New York City Councilman Daniel Dromm (D-Queens) is leading an effort to draft legislation to let non-citizens vote in New York City’s municipal elections. Though the final details have not been worked out and a bill has not yet been introduced in the city council, advance discussion of the legislation reveals that it would provide voting privileges to documented residents who have lived in New York City for at least six months. Such individuals would not be allowed to vote in state or federal elections.
Nine federal agencies determine where a refugee will be resettled in the United States — not the communities that will receive the refugees and be faced with providing the many social services that government is expected to provide in today’s culture. It is reasonable to ask that local communities be given a say into whether or not they feel capable of absorbing refugees into their community, and how many refugees each feels comfortable in accommodating. Furthermore, that process should begin at the local level — not end there.
In an article published by Voice of America on March 31, VOA’s Senior Analyst Victor Morales cited U.S. Census Bureau estimates that by 2045, the United States will have a population of approximately 389 million people. Furthermore, for the first time in the nation’s history, the majority of people living in the United States will be non-white.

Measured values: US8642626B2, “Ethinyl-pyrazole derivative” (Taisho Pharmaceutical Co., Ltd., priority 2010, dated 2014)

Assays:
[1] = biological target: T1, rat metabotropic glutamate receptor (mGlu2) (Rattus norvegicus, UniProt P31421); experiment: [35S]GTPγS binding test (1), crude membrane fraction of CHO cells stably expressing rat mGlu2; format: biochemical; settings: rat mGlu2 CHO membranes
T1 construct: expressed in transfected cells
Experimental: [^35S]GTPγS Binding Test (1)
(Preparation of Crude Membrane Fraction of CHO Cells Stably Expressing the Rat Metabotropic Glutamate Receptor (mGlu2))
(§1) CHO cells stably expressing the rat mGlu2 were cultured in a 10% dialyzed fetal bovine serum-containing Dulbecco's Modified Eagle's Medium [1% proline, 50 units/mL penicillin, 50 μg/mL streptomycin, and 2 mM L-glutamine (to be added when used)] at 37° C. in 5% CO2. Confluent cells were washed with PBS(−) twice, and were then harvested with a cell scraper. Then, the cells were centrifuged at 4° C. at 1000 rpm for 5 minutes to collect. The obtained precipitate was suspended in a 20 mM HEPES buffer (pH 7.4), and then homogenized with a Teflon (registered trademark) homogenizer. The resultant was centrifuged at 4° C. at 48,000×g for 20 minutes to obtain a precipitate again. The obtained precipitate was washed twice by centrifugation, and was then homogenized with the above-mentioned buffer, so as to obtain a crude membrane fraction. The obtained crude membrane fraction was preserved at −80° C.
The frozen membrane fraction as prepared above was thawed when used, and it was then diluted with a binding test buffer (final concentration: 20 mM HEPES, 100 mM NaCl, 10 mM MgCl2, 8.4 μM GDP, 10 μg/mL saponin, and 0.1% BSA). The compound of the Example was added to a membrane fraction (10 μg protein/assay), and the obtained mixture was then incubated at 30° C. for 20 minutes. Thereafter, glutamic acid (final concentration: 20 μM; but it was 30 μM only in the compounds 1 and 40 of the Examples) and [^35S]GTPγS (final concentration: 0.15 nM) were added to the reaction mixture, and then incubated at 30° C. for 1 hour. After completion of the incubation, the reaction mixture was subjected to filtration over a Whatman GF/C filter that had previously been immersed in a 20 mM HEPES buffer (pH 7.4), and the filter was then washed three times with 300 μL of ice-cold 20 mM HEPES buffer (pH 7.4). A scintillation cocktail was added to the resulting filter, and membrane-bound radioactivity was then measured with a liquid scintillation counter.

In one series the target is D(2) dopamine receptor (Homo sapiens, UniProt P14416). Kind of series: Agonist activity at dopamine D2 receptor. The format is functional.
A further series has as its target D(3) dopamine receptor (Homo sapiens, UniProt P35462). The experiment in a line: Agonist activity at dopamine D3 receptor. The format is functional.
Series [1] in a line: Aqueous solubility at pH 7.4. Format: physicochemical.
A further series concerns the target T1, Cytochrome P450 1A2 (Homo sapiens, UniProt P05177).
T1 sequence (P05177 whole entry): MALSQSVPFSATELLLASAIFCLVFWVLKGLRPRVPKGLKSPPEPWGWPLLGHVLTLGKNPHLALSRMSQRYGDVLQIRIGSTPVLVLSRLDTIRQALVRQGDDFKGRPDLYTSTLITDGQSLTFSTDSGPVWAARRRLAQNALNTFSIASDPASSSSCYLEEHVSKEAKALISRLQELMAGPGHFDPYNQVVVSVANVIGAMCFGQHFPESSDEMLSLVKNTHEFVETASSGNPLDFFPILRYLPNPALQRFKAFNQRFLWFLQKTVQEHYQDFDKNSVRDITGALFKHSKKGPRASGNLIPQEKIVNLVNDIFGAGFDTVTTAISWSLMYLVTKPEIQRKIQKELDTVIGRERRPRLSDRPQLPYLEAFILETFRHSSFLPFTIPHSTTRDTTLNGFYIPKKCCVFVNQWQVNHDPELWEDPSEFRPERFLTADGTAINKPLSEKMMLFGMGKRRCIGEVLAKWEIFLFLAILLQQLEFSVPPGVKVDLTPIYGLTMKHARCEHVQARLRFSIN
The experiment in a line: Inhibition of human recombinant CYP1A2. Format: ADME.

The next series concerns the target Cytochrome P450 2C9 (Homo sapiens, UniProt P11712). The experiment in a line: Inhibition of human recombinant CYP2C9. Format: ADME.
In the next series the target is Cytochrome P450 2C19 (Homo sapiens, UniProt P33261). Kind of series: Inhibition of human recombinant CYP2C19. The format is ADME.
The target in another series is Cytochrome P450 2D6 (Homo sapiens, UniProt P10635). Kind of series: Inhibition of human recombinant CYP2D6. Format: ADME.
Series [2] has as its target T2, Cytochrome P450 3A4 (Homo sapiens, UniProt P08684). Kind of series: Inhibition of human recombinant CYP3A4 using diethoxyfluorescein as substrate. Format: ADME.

U.S. Citizenship and Immigration Services (USCIS), working in coordination with the U.S. State Department, conducted a teleconference on March 31 to provide information about its Central American Minors (CAM) Refugee/Parole Program.
After largely failing to prod state governments into developing a national identification system known as “REAL ID,” Republican lawmakers in Congress are yet again quietly pushing another Obama-backed scheme that would more directly force every American to have a national ID card containing sensitive biometric data. The controversial plan, embedded in an immigration-enforcement bill, has been in the works for years, but has consistently been met with stiff opposition from liberty-minded grassroots organizations and activists. While the plan has failed in previous Congresses thanks to a groundswell of opposition, critics of the measure say that without prompt action, the unconstitutional scheme could soon become a reality.
The legislation, officially dubbed the "Legal Workforce Act" (H.R. 1147), is ostensibly aimed at preventing illegal immigrants from obtaining jobs in the United States.